WTF Fun Fact 13394 – The First Ever YouTube Video

The world’s first YouTube video, titled “Me at the zoo,” was uploaded on April 23, 2005, by Jawed Karim, one of the co-founders of YouTube. It has since garnered millions of views.

However, for a brief moment, a YouTube glitch managed to deceive viewers into believing there was an undiscovered video predating this iconic clip.

What’s the controversy around the first-ever YouTube video?

On January 26, 2023, a video titled “Welcome to YouTube!!!” emerged. It claimed to be the true first-ever YouTube upload. The clip, uploaded on a channel called “enn,” displayed an image of the old YouTube logo on a blue background. It made references to the YouTube co-founders and had an early 2000s aesthetic, so it appeared convincing at first glance.

Luckily, eagle-eyed viewers quickly noticed inconsistencies that cast doubt on the video’s authenticity. For starters, the upload date showed as “Premiered,” which was unusual considering the video claimed to be from 2005.

Additionally, a disabled premiere video live chat was visible, a feature that didn’t exist until 2018. Further investigation revealed other features that weren’t part of the original platform.

To catch a prankster

Of course, people take their Internet history pretty seriously. Some viewers even delved into the source code of the watch page. That’s when they found that the metadata revealed the video was actually uploaded on January 23, 2023. That debunked any notion that a long-lost piece of internet history had been discovered.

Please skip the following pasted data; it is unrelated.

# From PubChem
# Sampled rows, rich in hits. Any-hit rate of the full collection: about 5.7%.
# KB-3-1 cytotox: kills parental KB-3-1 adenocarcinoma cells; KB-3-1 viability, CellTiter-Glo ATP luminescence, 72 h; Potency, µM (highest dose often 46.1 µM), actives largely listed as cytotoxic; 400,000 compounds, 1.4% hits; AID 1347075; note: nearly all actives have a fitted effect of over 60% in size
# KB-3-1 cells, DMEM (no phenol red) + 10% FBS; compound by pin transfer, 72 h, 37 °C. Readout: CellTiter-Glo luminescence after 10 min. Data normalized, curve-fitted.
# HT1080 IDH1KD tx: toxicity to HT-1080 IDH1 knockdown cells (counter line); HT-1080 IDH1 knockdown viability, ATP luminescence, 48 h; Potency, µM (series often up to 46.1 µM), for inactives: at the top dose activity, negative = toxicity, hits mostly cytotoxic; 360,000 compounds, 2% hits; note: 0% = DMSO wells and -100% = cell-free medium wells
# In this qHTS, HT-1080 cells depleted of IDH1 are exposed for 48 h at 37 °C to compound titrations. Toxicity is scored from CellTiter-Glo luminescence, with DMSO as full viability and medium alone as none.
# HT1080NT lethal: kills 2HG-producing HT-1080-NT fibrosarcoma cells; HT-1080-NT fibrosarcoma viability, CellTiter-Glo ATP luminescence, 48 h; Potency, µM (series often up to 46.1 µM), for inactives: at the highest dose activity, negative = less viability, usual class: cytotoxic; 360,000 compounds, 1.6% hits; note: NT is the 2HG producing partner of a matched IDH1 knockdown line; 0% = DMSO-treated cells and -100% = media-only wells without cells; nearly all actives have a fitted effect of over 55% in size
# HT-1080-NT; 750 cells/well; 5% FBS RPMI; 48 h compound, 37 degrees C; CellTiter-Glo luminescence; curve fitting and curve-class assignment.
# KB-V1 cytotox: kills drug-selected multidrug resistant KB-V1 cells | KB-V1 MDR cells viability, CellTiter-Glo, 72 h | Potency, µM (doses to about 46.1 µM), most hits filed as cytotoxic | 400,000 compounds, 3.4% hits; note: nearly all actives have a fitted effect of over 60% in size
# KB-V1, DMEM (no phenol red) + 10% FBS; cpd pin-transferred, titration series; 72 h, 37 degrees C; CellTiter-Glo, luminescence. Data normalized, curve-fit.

Once the truth came to light, a spokesperson acknowledged the glitch that allowed the upload date to be manipulated. They also confirmed that the oldest video on YouTube would always be “Me at the Zoo.” YouTube reassured viewers that this iconic video, uploaded on April 23, 2005, by one of the platform’s co-founders, marked the true beginning of YouTube’s journey.

Despite being caught, the user behind the “enn” channel continued their antics by uploading additional videos, including one titled “premiere bug 01,” falsely claiming to have been published 53 years ago.

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Source: “YouTube glitch used to trick users into believing there was an undiscovered oldest video” — Mashable

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